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dc.contributor.authorStrömgren, M.
dc.contributor.authorTammaru, T.
dc.contributor.authorDanzer, A.M.
dc.contributor.authorvan Ham, M.
dc.contributor.authorMarcińczak, S.
dc.contributor.authorStjernström, O.
dc.contributor.authorLindgren, U.
dc.date.accessioned2015-03-20T11:01:02Z
dc.date.available2015-03-20T11:01:02Z
dc.date.issued2014-04
dc.identifier.citationStrömgren , M , Tammaru , T , Danzer , A M , van Ham , M , Marcińczak , S , Stjernström , O & Lindgren , U 2014 , ' Factors shaping workplace segregation between natives and immigrants ' , Demography , vol. 51 , no. 2 , pp. 645-671 . https://doi.org/10.1007/s13524-013-0271-8en
dc.identifier.issn0070-3370
dc.identifier.otherPURE: 175533082
dc.identifier.otherPURE UUID: 9a472ffc-6b94-4b24-b451-0f9cf3f5944c
dc.identifier.otherScopus: 84897487285
dc.identifier.otherWOS: 000334169400014
dc.identifier.otherORCID: /0000-0002-2106-0702/work/64697543
dc.identifier.urihttp://hdl.handle.net/10023/6277
dc.descriptionThe research reported in this article was made possible in part through the financial support of the Estonian Research Council (Institutional Research Grant IUT2-17 on Spatial Population Mobility and Geographical Changes in Urban Regions); the Estonian Science Foundation (Grant No. 8774 and 9247); the NORFACE research program Migration in Europe―Social, Economic, Cultural and Policy Dynamics (MIDI-REDIE); the EU Career Integration Grant (PCIG10-GA-2011-303728, call identifier FP7-PEOPLE-2011-CIG) (NBHCHOICE); and the Umeå SIMSAM Network―Register-based Research Program Connecting Childhood with Lifelong Health and Welfare funded by the Swedish Research Council (Grant No. 2008-28784-63564-191).en
dc.description.abstractResearch on segregation of immigrant groups is increasingly turning its attention from residential areas toward other important places, such as the workplace, where immigrants can meet and interact with members of the native population. This article examines workplace segregation of immigrants. We use longitudinal, georeferenced Swedish population register data, which enables us to observe all immigrants in Sweden for the period 1990-2005 on an annual basis. We compare estimates from ordinary least squares with fixed-effects regressions to quantify the extent of immigrants' self-selection into specific workplaces, neighborhoods, and partnerships, which may bias more naïve ordinary least squares results. In line with previous research, we find lower levels of workplace segregation than residential segregation. The main finding is that low levels of residential segregation reduce workplace segregation, even after we take into account intermarriage with natives as well as unobserved characteristics of immigrants' such as willingness and ability to integrate into the host society. Being intermarried with a native reduces workplace segregation for immigrant men but not for immigrant women.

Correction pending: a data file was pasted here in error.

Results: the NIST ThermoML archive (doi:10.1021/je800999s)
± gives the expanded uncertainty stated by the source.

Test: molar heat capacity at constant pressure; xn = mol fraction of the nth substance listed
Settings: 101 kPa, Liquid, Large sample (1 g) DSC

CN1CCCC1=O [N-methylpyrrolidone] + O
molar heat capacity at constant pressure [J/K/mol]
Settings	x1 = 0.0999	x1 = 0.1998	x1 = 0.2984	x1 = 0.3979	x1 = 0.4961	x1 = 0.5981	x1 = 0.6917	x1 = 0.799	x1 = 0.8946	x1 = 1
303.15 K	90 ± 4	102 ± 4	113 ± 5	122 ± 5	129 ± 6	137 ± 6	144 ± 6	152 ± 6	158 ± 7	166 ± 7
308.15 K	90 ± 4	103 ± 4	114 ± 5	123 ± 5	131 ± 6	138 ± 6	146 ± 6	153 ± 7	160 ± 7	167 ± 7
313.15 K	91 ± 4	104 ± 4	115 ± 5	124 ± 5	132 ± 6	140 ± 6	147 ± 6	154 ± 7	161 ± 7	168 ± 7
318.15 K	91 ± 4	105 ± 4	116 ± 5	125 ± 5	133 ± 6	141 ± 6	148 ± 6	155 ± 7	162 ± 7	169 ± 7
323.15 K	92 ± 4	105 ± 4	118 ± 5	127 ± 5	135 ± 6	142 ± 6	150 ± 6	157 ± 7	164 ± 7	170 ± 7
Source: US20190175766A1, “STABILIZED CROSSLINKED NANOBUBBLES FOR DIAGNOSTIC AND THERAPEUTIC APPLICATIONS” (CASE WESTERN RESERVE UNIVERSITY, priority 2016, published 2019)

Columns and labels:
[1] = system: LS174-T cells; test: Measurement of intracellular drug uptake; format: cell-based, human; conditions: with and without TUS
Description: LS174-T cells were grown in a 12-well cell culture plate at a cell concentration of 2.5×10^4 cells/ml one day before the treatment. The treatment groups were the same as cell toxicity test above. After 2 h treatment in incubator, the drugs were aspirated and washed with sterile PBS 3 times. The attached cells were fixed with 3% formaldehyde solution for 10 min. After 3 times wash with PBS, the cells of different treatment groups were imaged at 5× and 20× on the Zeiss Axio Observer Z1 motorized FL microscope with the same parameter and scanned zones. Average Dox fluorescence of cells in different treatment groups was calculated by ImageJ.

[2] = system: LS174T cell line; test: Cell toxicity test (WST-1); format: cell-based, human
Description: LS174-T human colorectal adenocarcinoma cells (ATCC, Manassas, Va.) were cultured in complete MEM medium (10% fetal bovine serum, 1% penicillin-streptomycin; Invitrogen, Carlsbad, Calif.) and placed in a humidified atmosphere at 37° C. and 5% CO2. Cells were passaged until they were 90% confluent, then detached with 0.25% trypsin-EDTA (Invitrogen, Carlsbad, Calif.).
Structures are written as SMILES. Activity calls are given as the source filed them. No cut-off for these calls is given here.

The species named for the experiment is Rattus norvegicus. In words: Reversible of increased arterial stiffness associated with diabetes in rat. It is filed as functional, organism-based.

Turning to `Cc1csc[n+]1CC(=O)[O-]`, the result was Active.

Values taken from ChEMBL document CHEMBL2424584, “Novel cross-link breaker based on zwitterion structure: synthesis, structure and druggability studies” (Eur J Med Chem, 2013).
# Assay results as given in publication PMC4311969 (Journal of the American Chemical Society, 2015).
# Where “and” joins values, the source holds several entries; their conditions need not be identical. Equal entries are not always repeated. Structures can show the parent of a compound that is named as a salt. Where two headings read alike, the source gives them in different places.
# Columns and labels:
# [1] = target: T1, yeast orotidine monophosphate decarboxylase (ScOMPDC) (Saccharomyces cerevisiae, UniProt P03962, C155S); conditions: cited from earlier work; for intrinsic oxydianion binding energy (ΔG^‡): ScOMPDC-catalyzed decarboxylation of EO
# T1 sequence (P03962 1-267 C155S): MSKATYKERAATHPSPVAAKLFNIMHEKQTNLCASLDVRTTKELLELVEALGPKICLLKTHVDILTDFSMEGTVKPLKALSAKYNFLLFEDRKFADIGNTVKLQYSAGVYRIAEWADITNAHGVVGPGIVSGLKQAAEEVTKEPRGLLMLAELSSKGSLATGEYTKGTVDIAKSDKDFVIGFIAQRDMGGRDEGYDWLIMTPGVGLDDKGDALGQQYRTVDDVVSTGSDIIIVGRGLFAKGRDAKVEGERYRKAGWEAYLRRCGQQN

dc.format.extent27
dc.language.isoeng
dc.relation.ispartofDemographyen
dc.rightsCopyright Population Association of America 2014, published by Springer. This is an Open Access article.en
dc.subjectWorkplace segregationen
dc.subjectResidential segregationen
dc.subjectIntermarriageen
dc.subjectLongitudinal analysisen
dc.subjectSwedenen
dc.subjectGF Human ecology. Anthropogeographyen
dc.subject.lccGFen
dc.titleFactors shaping workplace segregation between natives and immigrantsen
dc.typeJournal articleen
dc.description.versionPublisher PDFen
dc.contributor.institutionUniversity of St Andrews.The University of St Andrewsen
dc.contributor.institutionUniversity of St Andrews.Geography & Sustainable Developmenten
dc.identifier.doihttps://doi.org/10.1007/s13524-013-0271-8
dc.description.statusPeer revieweden


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